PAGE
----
Back in mid 2000, I realized my lifelong career goal of getting a job at Microsoft. It was awesome. I wasn't selected after my first interview for a Software Engineer in early 2000, but this time I was. It was for a position as ISV Developer Evangelist. Basically, I was expected to help ISVs (Independent Software Vendors) make the most of the current Microsoft Technology to improve their products and increase their sales.

Before I worked for Microsoft, I had about 9 years of experience as a professional software developer. When I got the new job, my job roles and expectations changed in ways I just wasn't ready for. It really came down to the fact that I traveled more and attended more meetings. Oh, and all that code writing that I was so fond of? Not any more. I wrote a little bit of code to demonstrate how to write a custom ribbon control for the new version of Office, but even that was discouraged. I was supposed to fill out paperwork and guide my customers to the internal resources that Microsoft had for partners.

My original plan was to work for a year or so as a ISV DE and then get a position as a developer. Unfortunately, I learned that I had to move to Redmond, WA to be a developer at Microsoft. I didn't want to move to the Pacific Northwest, so I was deflated once I learned that.

I didn't truly understand what I was supposed to be doing. As such, I was terrible at the job and it quickly became obvious that I wasn't going to make it. Looking back, I now realize that all I had to do was fill out the paperwork, send a few emails, and work dilligently to direct my customers to the appropriate people within Microsoft who could help them. Oh, and attend meetings.

I was trying to make it something it wasn't and was getting stressed out about it. My stress level was so bad that I made some bad life decisions at the time. I was posting inappropriate things to this blog and was even writing publicly about leaving my wife (we're still happily married and have been since 2000).

Here's a blog post I wrote after my first week at Microsoft back in November of 2005. The tone is definitely that of someone who is excited, if not incredibly ignorant to what's about to transpire.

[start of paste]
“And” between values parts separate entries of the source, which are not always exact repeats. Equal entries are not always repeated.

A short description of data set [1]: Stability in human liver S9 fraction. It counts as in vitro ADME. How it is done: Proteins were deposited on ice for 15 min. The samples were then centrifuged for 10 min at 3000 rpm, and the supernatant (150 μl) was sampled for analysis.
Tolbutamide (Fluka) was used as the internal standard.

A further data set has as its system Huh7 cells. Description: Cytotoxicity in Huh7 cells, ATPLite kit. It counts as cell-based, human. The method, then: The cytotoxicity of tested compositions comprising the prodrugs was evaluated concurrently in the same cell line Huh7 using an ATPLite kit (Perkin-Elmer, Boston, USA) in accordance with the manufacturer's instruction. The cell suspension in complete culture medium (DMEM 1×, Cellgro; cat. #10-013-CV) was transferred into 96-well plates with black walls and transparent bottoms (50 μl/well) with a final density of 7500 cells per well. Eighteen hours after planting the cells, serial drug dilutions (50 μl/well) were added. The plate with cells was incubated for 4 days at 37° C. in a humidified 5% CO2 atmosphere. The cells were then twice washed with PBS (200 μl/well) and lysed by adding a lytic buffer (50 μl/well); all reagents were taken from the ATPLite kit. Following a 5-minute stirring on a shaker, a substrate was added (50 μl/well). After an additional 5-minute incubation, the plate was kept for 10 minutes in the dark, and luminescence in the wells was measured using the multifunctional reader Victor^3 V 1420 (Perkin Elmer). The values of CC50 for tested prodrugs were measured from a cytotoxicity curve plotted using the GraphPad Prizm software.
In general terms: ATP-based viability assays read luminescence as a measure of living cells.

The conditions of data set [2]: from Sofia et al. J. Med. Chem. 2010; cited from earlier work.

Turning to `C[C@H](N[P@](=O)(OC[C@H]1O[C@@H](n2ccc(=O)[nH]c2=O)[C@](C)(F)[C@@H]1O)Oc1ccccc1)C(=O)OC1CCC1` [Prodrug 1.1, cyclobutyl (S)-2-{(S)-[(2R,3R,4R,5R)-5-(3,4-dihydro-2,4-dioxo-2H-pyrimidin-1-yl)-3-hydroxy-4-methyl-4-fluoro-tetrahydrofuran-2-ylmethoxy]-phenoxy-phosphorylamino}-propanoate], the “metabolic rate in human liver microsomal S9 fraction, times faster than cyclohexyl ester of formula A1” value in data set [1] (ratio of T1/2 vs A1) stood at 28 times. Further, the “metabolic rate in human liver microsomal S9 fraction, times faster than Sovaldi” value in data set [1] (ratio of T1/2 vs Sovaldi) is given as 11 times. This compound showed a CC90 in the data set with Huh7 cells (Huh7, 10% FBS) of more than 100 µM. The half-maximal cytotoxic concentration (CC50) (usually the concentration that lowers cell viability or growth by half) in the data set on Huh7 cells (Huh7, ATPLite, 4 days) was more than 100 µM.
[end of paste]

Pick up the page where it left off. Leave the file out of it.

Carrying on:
It took me a while to realize that all I really wanted to do was write code, not attend pre-sales meetings and match customers with resources. I moved back into software development. Since I didn't want to move to Redmond, I moved to Savannah, GA and started writing code again.

I miss the internal mailing lists and the Microsoft resources that only employees have access to, but I think my overall happiness and contentment are far more important than those benefits (man, those benefits were awesome).

I've since moved to Montgomery, AL where I am a software developer for the Alabama Department of Transportation. I am extremely happy with where we've ended up. We like living in Montgomery, AL (if you had told me when I was growing up that I would land in Alabama, I would have laughed so loud it would have hurt your ears). But, here we are, and I love my job more than anything I've done since I worked for Magenic as a consultant.

If you're just getting started and you have dreams of working for one of the big dogs like Amazon, Google, Microsoft, or Oracle, just keep in mind that once you get there, your journey doesn't end, it continues. It's not going to be "happily ever after". You still have to perform and work harder than you've ever worked before just to be an "average" performer. Remember, you'll be surrounded by the best people who are just as smart as (and likely smarter than) you are. Your hours will be long just to keep up. However, the benefits are definitely there. Having one of these companies on your resume is a bonus and will get you an interview at most places.

Just be ready to move on to other things. You might even skip it altogether and focus on being happy doing what you love with another, smaller company.

While ALDOT is not a small organization, I am on a small team of only seven developers, four QA analysts, and two architect/leads. We're accomplishing a lot and we get to use the latest technology to solve our problems. Honestly, that's more important to me than anything else.

In conclusion, the main reason I no longer work for Microsoft is that I had dreamed of working there for my entire career, but once I got there, it was nothing like what I had dreamed about. I wasn't ready for the reality.